FASB tweaks credit loss rules to ease implementation

The FASB has issued narrowly drawn amendments to clarify five issues that accountants have flagged under its credit loss accounting standard, rules that change the way banks report losses from soured loans.

In its Nov. 26 meeting, the board issued Accounting Standards Update (ASU) No. 2019-11, Codification Improvements to Topic 326, Financial Instruments-Credit Losses, to remove potential implementation hurdles as companies adopt ASU No. 2016-13, Financial Instruments-Credit Losses (Topic 326): Measurement of Credit Losses on Financial Instruments.

The rules take effect Jan. 1, 2020, for large public companies with a calendar year-end reporting cycle.

“After issuing the current expected credit losses standard — also known as CECL — in 2016, the FASB received questions about certain confusing areas of the guidance,” FASB Chairman Russell Golden said in a statement. “The new ASU clarifies these areas of the guidance to ensure all companies and organizations can make a smoother transition to the standard.”

The amendments provide better guidance on how to report expected recoveries, which is what a company expects to recover from soured financial assets after it has initially written off a portion or the full amount of the asset.

Financial statement preparers had asked the board whether expected recoveries were permitted on assets that had already shown credit deterioration at the time of purchase (PCD assets). The rules clarify that companies are permitted to record expected recoveries on PCD assets.

“FASB clarified that recoveries should be part of your lost estimation,” said Greg Norwood, Deloitte’s CECL implementation leader for financial institutions. “So not just how much you lost on the loan when you charged it off, but how much did you collect after you’ve liquidated, collateral etcetera.”

The amendments do not change the CECL rules at a micro level, but they do take away from implementation hurdles that companies were seeing as they went through the rules, Norwood said.

Another notable change includes the simplification of disclosure rules for items such as accrued interest receivable, the text of the standard states.

“That was presenting a challenge relative to just pulling the numbers together for disclosure,” Norwood said. “But from an industry perspective, there’s nothing in here people weren’t expecting.”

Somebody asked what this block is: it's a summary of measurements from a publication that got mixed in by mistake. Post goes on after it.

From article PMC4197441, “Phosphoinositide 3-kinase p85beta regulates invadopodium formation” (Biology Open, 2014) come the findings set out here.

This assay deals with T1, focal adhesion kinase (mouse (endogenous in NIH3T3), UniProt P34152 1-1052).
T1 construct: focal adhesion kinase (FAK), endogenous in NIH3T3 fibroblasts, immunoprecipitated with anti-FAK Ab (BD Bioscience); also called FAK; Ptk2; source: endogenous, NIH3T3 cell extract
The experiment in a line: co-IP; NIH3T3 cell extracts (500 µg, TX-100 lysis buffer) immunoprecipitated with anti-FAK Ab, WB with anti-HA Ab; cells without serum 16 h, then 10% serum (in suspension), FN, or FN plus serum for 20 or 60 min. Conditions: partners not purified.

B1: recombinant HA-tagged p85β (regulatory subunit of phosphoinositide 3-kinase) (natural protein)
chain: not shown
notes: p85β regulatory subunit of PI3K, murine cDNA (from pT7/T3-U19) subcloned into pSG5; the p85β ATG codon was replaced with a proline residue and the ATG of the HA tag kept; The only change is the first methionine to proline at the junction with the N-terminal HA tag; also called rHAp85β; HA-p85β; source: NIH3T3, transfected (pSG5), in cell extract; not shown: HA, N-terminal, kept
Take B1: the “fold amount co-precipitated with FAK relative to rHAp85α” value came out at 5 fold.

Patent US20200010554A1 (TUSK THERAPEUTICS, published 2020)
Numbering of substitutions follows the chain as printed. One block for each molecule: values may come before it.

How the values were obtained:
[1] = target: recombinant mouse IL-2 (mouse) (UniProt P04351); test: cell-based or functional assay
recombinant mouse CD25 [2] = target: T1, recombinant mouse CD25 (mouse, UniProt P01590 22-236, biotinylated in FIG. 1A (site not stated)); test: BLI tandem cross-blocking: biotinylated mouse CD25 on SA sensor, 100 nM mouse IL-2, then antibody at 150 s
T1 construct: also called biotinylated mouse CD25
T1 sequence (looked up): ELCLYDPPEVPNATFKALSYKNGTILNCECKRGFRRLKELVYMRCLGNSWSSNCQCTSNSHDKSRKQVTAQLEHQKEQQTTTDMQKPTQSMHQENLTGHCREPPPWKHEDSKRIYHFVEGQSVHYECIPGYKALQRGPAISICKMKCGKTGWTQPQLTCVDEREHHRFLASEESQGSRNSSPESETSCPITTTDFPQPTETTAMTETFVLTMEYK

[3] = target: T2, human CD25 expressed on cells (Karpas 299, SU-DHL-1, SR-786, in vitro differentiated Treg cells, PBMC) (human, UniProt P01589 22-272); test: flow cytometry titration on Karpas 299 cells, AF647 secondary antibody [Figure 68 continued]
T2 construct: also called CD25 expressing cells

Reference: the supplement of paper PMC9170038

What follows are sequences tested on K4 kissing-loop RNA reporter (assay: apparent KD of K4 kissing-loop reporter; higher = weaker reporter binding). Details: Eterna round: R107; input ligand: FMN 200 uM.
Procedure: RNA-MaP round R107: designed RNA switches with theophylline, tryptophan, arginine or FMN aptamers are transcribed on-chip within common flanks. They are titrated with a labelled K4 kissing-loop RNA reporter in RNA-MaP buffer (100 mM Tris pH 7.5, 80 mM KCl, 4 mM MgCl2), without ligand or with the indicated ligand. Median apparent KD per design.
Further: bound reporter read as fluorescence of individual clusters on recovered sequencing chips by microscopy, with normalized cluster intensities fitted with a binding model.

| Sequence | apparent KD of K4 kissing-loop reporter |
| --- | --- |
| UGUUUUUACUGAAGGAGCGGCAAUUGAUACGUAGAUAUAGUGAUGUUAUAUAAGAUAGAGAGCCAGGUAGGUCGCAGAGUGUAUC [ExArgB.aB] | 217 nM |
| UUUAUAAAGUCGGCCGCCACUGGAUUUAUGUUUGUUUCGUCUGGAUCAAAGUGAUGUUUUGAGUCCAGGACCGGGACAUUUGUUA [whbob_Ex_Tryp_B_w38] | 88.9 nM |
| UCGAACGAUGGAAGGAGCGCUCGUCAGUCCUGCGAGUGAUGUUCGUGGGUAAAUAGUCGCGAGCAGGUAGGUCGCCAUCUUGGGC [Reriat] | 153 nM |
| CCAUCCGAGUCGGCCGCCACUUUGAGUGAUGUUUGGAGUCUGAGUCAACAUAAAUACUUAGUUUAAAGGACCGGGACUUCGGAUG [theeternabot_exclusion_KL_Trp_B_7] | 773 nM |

Issues addressed in the rule

  • Expected recoveries for purchased financial assets with credit deterioration: Clarifies that the allowance for credit losses for PCD assets should include in the allowance for credit losses expected recoveries of any amounts previously written off and/or expected to be written off by the entity; it should not exceed the aggregate of amounts of the amortized cost basis previously written off and/or expected to be written off by an entity. In addition, it clarifies that when a method other than a discounted cash flow method is used to estimate expected credit losses, expected recoveries should not include any amounts that result in an acceleration of the noncredit discount. An entity may include increases in expected cash flows after acquisition.
  • Transition relief for troubled debt restructurings (TDRs): Provides transition relief by permitting entities an accounting policy election to adjust the effective interest rate on existing TDRs using prepayment assumptions on the date of adoption of Topic 326 rather than the prepayment assumptions in effect immediately before the restructuring.
  • Disclosures related to accrued interest receivables: Extends the disclosure relief for accrued interest receivable balances to additional relevant disclosures involving amortized cost basis.
  • Financial assets secured by collateral maintenance provisions: Clarifies that an entity should assess whether it reasonably expects the borrower will be able to continually replenish collateral securing the financial asset to apply the practical expedient. An entity applying the practical expedient should estimate expected credit losses for any difference between the amount of the amortized cost basis that is greater than the fair value of the collateral securing the financial asset (that is, the unsecured portion of the amortized cost basis). An entity may determine that the expectation of nonpayment for the amount of the amortized cost basis equal to the fair value of the collateral securing the financial asset is zero.
  • Conforming amendment to Subtopic 805-20: The amendment to Subtopic 805-20, Business Combinations-Identifiable Assets and Liabilities, and Any Noncontrolling Interest, clarifies the guidance by removing the cross-reference to Subtopic 310-30 in paragraph 805-20-50-1 and replacing it with a cross-reference to the guidance on PCD assets in Subtopic 326-20.

To see how these changes could impact you, reach out to a professional on the KraftCPAs’ financial institutions industry team.

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